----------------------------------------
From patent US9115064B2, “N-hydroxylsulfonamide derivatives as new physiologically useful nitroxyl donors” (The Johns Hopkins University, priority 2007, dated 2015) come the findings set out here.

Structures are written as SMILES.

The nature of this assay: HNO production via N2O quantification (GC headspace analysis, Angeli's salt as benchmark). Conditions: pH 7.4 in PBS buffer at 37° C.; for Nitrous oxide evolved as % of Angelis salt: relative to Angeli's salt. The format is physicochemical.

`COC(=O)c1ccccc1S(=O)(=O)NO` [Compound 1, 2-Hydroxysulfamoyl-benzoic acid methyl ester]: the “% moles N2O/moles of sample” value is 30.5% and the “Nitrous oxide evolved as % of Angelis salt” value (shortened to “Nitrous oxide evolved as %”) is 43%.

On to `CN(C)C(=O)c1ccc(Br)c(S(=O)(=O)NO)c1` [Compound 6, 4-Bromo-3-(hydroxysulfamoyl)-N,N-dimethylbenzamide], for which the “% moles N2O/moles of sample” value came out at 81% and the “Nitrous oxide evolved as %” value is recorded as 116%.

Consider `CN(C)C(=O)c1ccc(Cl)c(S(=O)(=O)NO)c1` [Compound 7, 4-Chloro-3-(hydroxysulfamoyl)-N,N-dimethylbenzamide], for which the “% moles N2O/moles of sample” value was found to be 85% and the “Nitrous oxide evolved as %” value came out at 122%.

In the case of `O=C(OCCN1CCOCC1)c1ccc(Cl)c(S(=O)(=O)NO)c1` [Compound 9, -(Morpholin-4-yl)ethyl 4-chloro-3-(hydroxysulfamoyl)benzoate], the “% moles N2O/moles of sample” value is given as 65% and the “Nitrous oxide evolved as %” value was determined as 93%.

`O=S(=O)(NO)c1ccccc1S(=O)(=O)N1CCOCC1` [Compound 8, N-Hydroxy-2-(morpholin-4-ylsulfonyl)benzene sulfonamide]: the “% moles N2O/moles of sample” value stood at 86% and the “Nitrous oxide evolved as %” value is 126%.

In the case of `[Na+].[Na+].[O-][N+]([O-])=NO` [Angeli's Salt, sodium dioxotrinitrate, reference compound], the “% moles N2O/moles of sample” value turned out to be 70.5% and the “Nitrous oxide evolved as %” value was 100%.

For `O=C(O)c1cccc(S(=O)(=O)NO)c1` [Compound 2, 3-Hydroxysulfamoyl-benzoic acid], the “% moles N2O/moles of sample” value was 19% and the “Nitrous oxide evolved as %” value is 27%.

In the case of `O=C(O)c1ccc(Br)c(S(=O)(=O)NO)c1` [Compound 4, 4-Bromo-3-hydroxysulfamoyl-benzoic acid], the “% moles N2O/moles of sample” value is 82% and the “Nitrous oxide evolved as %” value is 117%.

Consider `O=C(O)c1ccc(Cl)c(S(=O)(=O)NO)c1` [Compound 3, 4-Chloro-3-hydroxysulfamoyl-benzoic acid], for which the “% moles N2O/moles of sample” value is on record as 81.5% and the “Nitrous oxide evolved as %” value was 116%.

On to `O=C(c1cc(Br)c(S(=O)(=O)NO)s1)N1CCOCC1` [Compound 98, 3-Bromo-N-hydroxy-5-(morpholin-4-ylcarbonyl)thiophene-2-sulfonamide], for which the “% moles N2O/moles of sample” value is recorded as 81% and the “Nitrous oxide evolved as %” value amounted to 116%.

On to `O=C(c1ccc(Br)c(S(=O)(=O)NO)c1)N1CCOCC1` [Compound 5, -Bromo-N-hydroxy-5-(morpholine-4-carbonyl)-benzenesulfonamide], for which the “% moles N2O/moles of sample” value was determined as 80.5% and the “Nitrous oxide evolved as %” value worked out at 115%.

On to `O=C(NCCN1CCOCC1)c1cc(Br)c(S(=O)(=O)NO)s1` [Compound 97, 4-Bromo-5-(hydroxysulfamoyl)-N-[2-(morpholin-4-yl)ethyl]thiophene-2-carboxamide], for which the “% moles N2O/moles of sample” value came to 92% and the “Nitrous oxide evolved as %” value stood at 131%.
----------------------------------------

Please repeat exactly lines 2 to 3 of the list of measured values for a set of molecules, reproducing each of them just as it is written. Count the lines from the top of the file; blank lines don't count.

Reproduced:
Structures are written as SMILES.

The nature of this assay: HNO production via N2O quantification (GC headspace analysis, Angeli's salt as benchmark). Conditions: pH 7.4 in PBS buffer at 37° C.; for Nitrous oxide evolved as % of Angelis salt: relative to Angeli's salt. The format is physicochemical.